Royston Cave isbelieved to date from the 14th Century. It is a man-made cave in the shape of a beehive, with a small aperture at the top for ventilation. The most remarkable feature is an extensive range of wall carvings representing the Crucifixion, the Holy Family and several saints, among them St Katherine, St Laurence and St Christopher. Other carvings are less easily identified and some have been interpreted as possible pagan symbols.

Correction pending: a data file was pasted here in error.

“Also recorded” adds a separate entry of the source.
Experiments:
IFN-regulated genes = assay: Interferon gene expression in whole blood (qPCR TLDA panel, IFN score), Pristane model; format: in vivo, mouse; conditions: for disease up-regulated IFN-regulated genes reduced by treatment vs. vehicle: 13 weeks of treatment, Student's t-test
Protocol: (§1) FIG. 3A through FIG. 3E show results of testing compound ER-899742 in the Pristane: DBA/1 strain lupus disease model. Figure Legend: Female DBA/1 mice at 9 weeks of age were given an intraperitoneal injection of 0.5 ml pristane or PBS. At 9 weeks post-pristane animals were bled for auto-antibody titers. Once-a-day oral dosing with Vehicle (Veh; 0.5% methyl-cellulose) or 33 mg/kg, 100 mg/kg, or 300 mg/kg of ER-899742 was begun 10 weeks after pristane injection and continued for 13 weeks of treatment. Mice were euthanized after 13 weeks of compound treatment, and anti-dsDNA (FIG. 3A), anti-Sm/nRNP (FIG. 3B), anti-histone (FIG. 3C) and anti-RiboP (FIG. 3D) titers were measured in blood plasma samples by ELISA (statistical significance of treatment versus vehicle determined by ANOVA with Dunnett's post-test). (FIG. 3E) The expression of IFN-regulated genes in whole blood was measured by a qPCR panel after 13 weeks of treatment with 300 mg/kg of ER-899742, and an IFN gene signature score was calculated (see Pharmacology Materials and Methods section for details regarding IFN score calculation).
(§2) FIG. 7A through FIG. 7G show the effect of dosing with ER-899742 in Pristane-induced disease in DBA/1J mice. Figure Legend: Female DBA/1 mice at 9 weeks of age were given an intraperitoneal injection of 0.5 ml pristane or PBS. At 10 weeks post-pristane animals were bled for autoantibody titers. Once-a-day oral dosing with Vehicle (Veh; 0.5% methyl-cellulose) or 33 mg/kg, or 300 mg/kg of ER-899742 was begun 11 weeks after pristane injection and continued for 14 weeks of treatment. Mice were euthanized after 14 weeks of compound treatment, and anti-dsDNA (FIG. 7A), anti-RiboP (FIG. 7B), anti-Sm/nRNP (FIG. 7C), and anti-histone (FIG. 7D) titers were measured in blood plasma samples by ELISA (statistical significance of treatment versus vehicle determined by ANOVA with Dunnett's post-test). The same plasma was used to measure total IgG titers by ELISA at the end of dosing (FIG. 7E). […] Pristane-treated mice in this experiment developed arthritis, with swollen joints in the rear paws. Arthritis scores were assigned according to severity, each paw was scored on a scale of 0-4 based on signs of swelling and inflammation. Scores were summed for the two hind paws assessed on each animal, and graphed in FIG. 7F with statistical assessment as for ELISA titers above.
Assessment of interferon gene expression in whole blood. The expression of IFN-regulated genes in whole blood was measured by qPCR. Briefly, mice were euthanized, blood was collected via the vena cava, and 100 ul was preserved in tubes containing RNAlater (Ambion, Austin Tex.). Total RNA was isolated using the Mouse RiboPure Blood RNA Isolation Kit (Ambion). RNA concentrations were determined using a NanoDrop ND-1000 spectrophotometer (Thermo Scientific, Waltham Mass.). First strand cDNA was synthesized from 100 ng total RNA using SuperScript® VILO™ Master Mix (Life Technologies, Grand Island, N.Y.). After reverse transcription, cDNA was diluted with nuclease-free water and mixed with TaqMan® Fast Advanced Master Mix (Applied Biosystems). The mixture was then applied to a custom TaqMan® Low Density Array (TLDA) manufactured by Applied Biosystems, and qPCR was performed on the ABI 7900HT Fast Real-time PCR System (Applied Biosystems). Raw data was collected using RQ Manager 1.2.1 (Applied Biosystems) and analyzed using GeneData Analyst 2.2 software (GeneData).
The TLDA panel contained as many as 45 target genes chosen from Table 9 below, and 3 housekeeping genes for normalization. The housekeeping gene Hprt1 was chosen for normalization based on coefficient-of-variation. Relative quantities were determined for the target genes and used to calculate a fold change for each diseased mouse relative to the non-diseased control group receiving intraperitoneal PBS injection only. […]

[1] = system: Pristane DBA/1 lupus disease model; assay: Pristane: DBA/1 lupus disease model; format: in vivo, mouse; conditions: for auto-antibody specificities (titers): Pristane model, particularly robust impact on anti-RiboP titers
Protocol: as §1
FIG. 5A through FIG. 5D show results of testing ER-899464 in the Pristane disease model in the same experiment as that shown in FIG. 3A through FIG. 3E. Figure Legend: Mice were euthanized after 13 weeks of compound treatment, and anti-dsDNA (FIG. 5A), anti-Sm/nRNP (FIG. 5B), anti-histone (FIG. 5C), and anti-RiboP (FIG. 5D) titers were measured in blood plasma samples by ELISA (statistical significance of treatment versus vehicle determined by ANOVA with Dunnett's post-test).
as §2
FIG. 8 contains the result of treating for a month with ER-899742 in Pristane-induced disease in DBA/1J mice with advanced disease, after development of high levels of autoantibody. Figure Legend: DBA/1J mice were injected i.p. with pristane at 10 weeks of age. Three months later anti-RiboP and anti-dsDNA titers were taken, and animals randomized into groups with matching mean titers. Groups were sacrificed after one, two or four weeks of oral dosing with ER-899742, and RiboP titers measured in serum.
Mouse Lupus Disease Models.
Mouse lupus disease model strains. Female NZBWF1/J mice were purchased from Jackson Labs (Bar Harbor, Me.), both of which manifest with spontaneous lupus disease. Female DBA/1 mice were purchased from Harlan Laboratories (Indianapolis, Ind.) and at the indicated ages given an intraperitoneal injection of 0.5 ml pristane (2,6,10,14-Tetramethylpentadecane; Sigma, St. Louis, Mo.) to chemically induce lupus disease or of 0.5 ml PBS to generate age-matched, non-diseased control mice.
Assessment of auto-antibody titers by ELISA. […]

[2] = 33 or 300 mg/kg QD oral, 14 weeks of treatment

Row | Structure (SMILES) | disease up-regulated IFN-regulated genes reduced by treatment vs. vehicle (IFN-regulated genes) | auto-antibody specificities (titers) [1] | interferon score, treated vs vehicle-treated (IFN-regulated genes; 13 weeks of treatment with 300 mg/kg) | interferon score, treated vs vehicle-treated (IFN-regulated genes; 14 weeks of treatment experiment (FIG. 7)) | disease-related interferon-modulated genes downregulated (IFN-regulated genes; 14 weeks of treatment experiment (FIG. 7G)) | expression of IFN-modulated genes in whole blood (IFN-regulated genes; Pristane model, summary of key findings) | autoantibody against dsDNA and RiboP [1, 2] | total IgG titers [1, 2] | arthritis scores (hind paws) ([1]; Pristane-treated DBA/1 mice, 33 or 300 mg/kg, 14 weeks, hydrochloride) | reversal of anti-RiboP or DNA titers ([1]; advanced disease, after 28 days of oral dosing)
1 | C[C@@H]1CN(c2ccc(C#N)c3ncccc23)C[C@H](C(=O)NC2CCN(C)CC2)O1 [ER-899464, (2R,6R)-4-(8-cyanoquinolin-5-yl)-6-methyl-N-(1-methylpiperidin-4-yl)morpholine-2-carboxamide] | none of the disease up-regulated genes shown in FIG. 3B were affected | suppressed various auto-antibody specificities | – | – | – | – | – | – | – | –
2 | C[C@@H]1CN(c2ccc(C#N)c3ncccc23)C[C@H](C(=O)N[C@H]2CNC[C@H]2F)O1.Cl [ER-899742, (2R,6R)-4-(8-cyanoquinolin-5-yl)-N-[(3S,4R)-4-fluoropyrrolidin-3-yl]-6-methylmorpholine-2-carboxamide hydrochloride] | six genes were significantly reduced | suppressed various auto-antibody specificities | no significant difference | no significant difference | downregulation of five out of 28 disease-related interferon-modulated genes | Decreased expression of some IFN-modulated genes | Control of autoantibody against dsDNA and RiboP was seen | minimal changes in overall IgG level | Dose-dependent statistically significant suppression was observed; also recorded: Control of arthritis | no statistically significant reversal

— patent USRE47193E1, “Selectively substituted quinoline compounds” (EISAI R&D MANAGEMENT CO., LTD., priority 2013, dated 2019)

The carvings are medieval in appearance and some studies of the Cave have drawn comparisons from the wall carvings and other sources to indicate that it may have been used by the Knights Templar. Other studies point to the existence of Masonic symbols within the Cave that could link the Cave to James I who was himself a Freemason and who maintained a hunting lodge at Royston. Others believe the Cave is a spiritual centre where two significant ley-lines cross whilst other studies indicate that the Cave may simply have been a hermitage or a prison.
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